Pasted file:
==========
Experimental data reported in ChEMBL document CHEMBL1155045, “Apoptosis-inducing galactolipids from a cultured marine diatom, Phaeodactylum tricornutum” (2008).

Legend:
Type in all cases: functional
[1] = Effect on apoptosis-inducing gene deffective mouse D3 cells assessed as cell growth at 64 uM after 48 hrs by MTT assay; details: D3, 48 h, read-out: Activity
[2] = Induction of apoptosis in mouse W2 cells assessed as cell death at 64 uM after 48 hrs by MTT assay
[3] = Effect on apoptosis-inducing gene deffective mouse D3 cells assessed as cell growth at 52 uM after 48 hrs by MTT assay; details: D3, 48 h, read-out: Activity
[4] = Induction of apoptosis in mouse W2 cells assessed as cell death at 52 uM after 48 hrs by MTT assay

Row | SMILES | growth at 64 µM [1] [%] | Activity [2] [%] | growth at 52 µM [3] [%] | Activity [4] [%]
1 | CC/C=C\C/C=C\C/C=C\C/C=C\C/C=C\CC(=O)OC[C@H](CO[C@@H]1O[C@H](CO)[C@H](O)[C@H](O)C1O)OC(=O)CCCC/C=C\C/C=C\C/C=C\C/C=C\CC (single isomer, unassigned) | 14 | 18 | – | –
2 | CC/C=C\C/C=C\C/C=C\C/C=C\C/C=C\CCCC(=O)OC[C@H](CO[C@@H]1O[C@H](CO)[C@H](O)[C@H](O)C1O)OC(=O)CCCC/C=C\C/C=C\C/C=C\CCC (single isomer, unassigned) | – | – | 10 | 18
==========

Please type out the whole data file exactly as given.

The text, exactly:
Experimental data reported in ChEMBL document CHEMBL1155045, “Apoptosis-inducing galactolipids from a cultured marine diatom, Phaeodactylum tricornutum” (2008).

Legend:
Type in all cases: functional
[1] = Effect on apoptosis-inducing gene deffective mouse D3 cells assessed as cell growth at 64 uM after 48 hrs by MTT assay; details: D3, 48 h, read-out: Activity
[2] = Induction of apoptosis in mouse W2 cells assessed as cell death at 64 uM after 48 hrs by MTT assay
[3] = Effect on apoptosis-inducing gene deffective mouse D3 cells assessed as cell growth at 52 uM after 48 hrs by MTT assay; details: D3, 48 h, read-out: Activity
[4] = Induction of apoptosis in mouse W2 cells assessed as cell death at 52 uM after 48 hrs by MTT assay

Row | SMILES | growth at 64 µM [1] [%] | Activity [2] [%] | growth at 52 µM [3] [%] | Activity [4] [%]
1 | CC/C=C\C/C=C\C/C=C\C/C=C\C/C=C\CC(=O)OC[C@H](CO[C@@H]1O[C@H](CO)[C@H](O)[C@H](O)C1O)OC(=O)CCCC/C=C\C/C=C\C/C=C\C/C=C\CC (single isomer, unassigned) | 14 | 18 | – | –
2 | CC/C=C\C/C=C\C/C=C\C/C=C\C/C=C\CCCC(=O)OC[C@H](CO[C@@H]1O[C@H](CO)[C@H](O)[C@H](O)C1O)OC(=O)CCCC/C=C\C/C=C\C/C=C\CCC (single isomer, unassigned) | – | – | 10 | 18